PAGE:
Liked by 1 person

      2. This is my take on the subject. Since there are so many brands out there of course you will get different results or actions. I think that it all comes down to is experiencing the different types because one person might swear only by Arches or by Fabriano. I can’t seem to decide for myself because it depends on the subject or my mood that day. I personally love the variety because I love to always be on my artist toes and I like a challenge. Some people who I know and who are quite a ways into their watercoloring, will react in an almost freaking out mode over the difference of a paper that they are not used to. If you embrace it that hinderance is quite exciting, at least that is how I approach it. I had to look up Canson XL and yes it is inexpensive and I am not sure how artist quality it is but if it is working for you no sweat, right? Though I do recommend that you practice on lets say Arches every now and then. And yes, the suggestion for 140# cold press is standard for beginners. Simply because with hotpress, the paint is harder to control and can go willy nilly on you. Rough is for an affect and it has a drag which a beginner shouldn’t have to deal with at this point. So to really answer your question…….the differences in all these papers (artist grade) is quite normal and it is up to what the artist decides which one/ones they prefer. I hope that helps. Watercolor can be challenging, though I think that challenge is really learning how to partner up with the medium and that takes time and a lot of painting. Hang in there.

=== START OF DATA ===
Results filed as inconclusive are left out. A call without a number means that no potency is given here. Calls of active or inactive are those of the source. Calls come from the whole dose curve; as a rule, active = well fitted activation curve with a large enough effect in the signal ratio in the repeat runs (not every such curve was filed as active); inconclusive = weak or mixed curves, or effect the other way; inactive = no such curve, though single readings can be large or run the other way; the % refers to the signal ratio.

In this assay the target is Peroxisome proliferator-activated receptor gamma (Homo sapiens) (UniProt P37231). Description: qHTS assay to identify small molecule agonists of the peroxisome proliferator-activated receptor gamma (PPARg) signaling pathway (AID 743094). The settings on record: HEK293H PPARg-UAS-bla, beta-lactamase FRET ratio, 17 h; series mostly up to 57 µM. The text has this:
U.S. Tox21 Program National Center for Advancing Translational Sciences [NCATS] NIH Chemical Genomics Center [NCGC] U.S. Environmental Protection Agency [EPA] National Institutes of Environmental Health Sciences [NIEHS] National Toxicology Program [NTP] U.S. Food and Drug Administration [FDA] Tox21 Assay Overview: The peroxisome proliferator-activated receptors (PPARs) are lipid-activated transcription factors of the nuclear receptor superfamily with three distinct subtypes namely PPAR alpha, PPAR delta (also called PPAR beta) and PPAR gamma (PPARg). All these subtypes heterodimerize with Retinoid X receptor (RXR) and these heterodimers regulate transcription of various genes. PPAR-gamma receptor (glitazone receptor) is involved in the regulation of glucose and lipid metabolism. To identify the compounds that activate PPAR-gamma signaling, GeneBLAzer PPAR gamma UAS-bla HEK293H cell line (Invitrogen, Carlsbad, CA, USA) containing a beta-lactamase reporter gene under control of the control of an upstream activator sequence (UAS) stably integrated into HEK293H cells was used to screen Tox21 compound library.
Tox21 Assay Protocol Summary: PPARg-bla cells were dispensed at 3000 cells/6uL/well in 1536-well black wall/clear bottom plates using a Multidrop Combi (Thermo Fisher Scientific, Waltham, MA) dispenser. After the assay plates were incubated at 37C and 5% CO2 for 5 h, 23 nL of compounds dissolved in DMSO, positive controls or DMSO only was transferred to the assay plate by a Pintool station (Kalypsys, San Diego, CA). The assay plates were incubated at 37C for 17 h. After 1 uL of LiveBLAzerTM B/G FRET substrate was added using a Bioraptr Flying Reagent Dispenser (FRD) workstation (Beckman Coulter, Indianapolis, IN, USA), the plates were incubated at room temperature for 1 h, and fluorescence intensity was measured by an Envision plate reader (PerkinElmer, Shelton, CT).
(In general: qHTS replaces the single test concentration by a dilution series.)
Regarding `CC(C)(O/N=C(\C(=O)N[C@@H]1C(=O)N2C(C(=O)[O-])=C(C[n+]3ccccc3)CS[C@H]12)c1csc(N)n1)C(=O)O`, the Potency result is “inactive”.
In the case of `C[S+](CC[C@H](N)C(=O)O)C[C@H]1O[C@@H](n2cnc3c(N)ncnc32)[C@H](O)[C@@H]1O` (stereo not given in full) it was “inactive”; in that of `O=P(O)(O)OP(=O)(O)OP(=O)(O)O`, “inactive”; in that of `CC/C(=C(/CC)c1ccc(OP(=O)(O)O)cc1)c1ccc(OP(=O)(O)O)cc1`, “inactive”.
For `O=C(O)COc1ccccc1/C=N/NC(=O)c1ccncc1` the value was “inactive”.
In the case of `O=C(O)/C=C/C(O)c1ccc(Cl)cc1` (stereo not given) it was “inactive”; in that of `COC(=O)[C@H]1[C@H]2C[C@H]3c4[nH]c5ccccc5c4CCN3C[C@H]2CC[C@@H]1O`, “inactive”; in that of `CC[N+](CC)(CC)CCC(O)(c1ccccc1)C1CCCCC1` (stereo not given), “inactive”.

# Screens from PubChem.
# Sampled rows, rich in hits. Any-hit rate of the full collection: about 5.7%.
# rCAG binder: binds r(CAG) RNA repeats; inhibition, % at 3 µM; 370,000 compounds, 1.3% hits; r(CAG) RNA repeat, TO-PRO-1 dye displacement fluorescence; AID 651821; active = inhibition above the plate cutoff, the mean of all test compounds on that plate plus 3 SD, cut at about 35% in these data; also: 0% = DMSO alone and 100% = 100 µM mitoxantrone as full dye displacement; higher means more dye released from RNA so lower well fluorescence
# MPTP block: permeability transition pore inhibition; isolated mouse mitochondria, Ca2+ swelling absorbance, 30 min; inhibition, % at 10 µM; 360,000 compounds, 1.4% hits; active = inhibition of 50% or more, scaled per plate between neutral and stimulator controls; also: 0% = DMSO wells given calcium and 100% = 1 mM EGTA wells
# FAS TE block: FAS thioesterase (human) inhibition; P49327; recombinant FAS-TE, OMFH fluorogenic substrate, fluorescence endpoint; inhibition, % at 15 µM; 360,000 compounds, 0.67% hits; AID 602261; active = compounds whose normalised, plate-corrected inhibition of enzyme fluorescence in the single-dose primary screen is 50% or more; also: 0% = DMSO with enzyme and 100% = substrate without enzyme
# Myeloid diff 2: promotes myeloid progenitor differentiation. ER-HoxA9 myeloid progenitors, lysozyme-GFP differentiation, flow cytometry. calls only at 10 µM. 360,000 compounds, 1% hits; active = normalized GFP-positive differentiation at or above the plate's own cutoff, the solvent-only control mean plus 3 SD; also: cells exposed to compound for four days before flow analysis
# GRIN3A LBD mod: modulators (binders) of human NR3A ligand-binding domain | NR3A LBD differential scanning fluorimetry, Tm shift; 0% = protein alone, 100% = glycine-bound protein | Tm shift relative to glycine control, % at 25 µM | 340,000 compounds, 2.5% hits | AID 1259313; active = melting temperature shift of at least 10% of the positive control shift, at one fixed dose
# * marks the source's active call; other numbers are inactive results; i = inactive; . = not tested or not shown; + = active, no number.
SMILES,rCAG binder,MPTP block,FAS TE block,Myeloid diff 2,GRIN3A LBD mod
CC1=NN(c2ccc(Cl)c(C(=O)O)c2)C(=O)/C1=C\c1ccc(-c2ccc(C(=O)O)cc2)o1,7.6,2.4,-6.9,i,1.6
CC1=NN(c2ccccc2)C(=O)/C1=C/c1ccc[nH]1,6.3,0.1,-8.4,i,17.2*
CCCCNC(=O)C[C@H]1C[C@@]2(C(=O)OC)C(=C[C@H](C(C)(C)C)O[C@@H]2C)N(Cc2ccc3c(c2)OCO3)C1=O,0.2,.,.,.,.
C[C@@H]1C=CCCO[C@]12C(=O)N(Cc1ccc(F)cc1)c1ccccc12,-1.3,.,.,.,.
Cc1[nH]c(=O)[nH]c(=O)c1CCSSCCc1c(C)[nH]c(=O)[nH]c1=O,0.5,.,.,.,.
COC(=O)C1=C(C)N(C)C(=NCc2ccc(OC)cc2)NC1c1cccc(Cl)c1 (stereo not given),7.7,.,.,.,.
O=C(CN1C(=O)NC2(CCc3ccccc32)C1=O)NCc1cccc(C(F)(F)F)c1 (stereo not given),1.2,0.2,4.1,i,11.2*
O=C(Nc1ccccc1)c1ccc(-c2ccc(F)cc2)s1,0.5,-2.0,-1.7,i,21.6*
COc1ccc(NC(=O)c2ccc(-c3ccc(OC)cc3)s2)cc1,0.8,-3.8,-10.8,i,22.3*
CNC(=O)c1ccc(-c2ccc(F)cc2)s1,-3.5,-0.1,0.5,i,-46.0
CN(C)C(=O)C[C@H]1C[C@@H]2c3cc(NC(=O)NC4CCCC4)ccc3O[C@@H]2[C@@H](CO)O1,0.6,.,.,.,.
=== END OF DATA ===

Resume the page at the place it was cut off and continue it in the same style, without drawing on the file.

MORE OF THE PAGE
Liked by 2 people

      3. Thanks for the reply. I guess part of the adventure of watercolor is in the varieties of materials available. I’m sure it can be fun and challenging for accomplished artists. As a beginner in the medium, I think I need a little stability, a way of saying “All right, I know THIS works for me,” and later on I can experiment more with different papers. At some point in time, I really want to make my own paper just for the “fun of it” (It will be fun, right?” and for the experience of saying I did it. LOL. At the present I’m going to keep doing my warm-ups on newsprint and old paintings, do my practice pieces mostly on the Canson XL, and now and then take out a sheet of my Arches for special projects. As I become more proficient, I’ll start checking out higher-quality papers, too.

        Liked by 1 person

      4. Canson XL is pulp paper, Herritage is 100% cotton (if I’m not mistaken) and WHAT the paper is made if is just as important as the sizing. That said, the type of paper you buy and use depends on WHAT you are trying to achieve.
        Cotton paper is best for when you want the paint to flow and blend on the page. You will want a paper both internally and externally sized.
        Pulp/wood paper is often considered sub-par, But could be the right paper for what you want to achieve. But not the best for wet on wet techniques. And historically can’t take as many glazes as cotton paper. Its not as tough.
        Like the comment above, sheets are cheaper than pads.